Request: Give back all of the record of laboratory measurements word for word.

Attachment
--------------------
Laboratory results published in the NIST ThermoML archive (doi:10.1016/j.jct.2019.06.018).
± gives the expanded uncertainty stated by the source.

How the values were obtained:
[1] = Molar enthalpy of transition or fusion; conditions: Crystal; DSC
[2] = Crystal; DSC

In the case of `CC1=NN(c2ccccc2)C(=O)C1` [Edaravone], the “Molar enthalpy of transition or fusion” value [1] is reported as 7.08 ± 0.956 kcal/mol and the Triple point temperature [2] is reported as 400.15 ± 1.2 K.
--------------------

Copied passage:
Laboratory results published in the NIST ThermoML archive (doi:10.1016/j.jct.2019.06.018).
± gives the expanded uncertainty stated by the source.

How the values were obtained:
[1] = Molar enthalpy of transition or fusion; conditions: Crystal; DSC
[2] = Crystal; DSC

In the case of `CC1=NN(c2ccccc2)C(=O)C1` [Edaravone], the “Molar enthalpy of transition or fusion” value [1] is reported as 7.08 ± 0.956 kcal/mol and the Triple point temperature [2] is reported as 400.15 ± 1.2 K.